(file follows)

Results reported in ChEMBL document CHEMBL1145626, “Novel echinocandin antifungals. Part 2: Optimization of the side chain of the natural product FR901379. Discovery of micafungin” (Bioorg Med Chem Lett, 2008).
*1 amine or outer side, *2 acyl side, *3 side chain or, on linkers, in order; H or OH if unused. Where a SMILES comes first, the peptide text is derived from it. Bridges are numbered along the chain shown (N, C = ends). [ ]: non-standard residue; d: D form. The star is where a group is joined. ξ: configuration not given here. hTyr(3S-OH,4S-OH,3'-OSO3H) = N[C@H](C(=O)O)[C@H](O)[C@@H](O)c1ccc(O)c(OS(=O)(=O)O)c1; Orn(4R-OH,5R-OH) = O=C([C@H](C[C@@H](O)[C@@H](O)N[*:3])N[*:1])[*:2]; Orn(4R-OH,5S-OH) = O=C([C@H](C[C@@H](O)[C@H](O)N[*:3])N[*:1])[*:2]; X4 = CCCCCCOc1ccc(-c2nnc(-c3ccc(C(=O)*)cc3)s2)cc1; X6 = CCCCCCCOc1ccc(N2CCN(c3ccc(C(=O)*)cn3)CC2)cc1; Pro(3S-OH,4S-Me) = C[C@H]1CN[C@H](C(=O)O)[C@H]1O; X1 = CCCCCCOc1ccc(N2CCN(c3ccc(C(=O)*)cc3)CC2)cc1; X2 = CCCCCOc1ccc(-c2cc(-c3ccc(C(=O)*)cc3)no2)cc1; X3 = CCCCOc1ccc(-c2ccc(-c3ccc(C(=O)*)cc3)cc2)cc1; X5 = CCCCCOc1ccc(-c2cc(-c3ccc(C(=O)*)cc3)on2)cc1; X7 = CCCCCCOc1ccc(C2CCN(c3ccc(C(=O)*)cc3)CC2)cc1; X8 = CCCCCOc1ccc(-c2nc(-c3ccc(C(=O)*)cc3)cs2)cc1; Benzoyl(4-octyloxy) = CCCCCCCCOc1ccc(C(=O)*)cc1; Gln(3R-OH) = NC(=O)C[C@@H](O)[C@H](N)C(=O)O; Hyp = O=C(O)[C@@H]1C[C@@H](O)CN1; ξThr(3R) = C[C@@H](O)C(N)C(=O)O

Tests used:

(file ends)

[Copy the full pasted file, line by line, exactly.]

Results reported in ChEMBL document CHEMBL1145626, “Novel echinocandin antifungals. Part 2: Optimization of the side chain of the natural product FR901379. Discovery of micafungin” (Bioorg Med Chem Lett, 2008).
*1 amine or outer side, *2 acyl side, *3 side chain or, on linkers, in order; H or OH if unused. Where a SMILES comes first, the peptide text is derived from it. Bridges are numbered along the chain shown (N, C = ends). [ ]: non-standard residue; d: D form. The star is where a group is joined. ξ: configuration not given here. hTyr(3S-OH,4S-OH,3'-OSO3H) = N[C@H](C(=O)O)[C@H](O)[C@@H](O)c1ccc(O)c(OS(=O)(=O)O)c1; Orn(4R-OH,5R-OH) = O=C([C@H](C[C@@H](O)[C@@H](O)N[*:3])N[*:1])[*:2]; Orn(4R-OH,5S-OH) = O=C([C@H](C[C@@H](O)[C@H](O)N[*:3])N[*:1])[*:2]; X4 = CCCCCCOc1ccc(-c2nnc(-c3ccc(C(=O)*)cc3)s2)cc1; X6 = CCCCCCCOc1ccc(N2CCN(c3ccc(C(=O)*)cn3)CC2)cc1; Pro(3S-OH,4S-Me) = C[C@H]1CN[C@H](C(=O)O)[C@H]1O; X1 = CCCCCCOc1ccc(N2CCN(c3ccc(C(=O)*)cc3)CC2)cc1; X2 = CCCCCOc1ccc(-c2cc(-c3ccc(C(=O)*)cc3)no2)cc1; X3 = CCCCOc1ccc(-c2ccc(-c3ccc(C(=O)*)cc3)cc2)cc1; X5 = CCCCCOc1ccc(-c2cc(-c3ccc(C(=O)*)cc3)on2)cc1; X7 = CCCCCCOc1ccc(C2CCN(c3ccc(C(=O)*)cc3)CC2)cc1; X8 = CCCCCOc1ccc(-c2nc(-c3ccc(C(=O)*)cc3)cs2)cc1; Benzoyl(4-octyloxy) = CCCCCCCCOc1ccc(C(=O)*)cc1; Gln(3R-OH) = NC(=O)C[C@@H](O)[C@H](N)C(=O)O; Hyp = O=C(O)[C@@H]1C[C@@H](O)CN1; ξThr(3R) = C[C@@H](O)C(N)C(=O)O

Tests used: